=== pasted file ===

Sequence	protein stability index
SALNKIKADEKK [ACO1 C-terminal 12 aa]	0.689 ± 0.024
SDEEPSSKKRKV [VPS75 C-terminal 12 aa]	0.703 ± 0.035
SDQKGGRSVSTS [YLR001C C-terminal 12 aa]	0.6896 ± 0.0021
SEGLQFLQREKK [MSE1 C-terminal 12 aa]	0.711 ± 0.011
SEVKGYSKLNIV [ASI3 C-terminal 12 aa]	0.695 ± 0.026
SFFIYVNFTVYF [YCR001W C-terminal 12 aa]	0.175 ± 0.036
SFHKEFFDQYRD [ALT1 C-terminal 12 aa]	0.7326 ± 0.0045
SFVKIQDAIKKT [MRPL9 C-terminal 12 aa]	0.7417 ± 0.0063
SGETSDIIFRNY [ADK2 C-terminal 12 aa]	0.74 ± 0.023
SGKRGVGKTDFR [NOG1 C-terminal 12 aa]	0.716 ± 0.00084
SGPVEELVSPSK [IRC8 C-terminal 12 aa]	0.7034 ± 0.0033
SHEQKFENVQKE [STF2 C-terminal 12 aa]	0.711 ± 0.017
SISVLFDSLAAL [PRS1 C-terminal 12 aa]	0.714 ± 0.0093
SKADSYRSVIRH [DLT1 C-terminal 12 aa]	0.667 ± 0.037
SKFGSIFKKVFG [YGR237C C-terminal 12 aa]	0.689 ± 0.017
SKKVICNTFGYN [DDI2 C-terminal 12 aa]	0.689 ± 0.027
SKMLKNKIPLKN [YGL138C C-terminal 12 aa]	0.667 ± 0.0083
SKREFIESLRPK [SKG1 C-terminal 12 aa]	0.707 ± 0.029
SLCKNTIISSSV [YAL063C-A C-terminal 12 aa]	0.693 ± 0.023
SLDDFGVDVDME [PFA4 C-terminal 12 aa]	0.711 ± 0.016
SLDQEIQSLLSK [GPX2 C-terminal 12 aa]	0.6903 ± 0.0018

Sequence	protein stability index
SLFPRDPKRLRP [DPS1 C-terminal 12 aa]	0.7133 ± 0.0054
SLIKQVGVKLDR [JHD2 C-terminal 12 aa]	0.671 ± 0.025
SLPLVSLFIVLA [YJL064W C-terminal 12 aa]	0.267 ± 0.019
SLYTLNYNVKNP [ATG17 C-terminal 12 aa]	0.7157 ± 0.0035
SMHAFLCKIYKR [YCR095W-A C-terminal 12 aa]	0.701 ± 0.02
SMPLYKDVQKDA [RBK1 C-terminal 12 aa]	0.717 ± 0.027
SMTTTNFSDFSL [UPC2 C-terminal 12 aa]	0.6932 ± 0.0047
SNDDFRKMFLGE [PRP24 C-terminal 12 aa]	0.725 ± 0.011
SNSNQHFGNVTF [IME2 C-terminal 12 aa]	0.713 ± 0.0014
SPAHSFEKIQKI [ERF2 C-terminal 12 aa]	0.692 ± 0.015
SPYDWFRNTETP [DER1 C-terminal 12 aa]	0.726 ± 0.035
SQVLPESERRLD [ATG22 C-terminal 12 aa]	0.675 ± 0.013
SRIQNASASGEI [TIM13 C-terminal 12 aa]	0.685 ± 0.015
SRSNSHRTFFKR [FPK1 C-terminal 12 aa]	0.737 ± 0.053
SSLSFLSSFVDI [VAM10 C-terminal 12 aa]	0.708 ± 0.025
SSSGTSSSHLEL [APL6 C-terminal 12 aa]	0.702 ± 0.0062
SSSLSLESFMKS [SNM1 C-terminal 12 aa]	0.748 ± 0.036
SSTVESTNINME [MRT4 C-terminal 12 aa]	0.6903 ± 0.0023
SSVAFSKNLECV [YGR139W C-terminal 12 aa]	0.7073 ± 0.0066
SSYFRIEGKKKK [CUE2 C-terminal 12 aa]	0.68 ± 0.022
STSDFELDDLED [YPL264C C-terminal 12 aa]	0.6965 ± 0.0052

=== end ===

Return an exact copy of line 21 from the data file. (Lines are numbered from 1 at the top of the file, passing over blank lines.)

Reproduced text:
SLDDFGVDVDME [PFA4 C-terminal 12 aa]	0.711 ± 0.016